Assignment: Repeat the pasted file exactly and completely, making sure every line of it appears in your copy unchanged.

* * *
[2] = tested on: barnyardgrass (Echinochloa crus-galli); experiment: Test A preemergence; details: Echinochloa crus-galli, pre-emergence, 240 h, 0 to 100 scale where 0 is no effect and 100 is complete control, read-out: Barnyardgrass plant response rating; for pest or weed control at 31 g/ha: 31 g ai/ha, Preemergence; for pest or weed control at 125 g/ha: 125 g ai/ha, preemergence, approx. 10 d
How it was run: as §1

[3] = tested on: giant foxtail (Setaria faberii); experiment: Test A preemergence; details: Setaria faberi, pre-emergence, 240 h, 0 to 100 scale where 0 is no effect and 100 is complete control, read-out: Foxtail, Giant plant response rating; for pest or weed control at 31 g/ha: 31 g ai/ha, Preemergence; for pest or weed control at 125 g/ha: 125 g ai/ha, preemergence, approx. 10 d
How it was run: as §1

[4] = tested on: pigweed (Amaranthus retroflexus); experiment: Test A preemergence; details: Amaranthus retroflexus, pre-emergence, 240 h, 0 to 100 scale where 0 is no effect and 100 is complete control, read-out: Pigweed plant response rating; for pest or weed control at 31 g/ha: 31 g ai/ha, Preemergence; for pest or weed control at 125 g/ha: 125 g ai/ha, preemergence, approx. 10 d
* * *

[2] = tested on: barnyardgrass (Echinochloa crus-galli); experiment: Test A preemergence; details: Echinochloa crus-galli, pre-emergence, 240 h, 0 to 100 scale where 0 is no effect and 100 is complete control, read-out: Barnyardgrass plant response rating; for pest or weed control at 31 g/ha: 31 g ai/ha, Preemergence; for pest or weed control at 125 g/ha: 125 g ai/ha, preemergence, approx. 10 d
How it was run: as §1

[3] = tested on: giant foxtail (Setaria faberii); experiment: Test A preemergence; details: Setaria faberi, pre-emergence, 240 h, 0 to 100 scale where 0 is no effect and 100 is complete control, read-out: Foxtail, Giant plant response rating; for pest or weed control at 31 g/ha: 31 g ai/ha, Preemergence; for pest or weed control at 125 g/ha: 125 g ai/ha, preemergence, approx. 10 d
How it was run: as §1

[4] = tested on: pigweed (Amaranthus retroflexus); experiment: Test A preemergence; details: Amaranthus retroflexus, pre-emergence, 240 h, 0 to 100 scale where 0 is no effect and 100 is complete control, read-out: Pigweed plant response rating; for pest or weed control at 31 g/ha: 31 g ai/ha, Preemergence; for pest or weed control at 125 g/ha: 125 g ai/ha, preemergence, approx. 10 d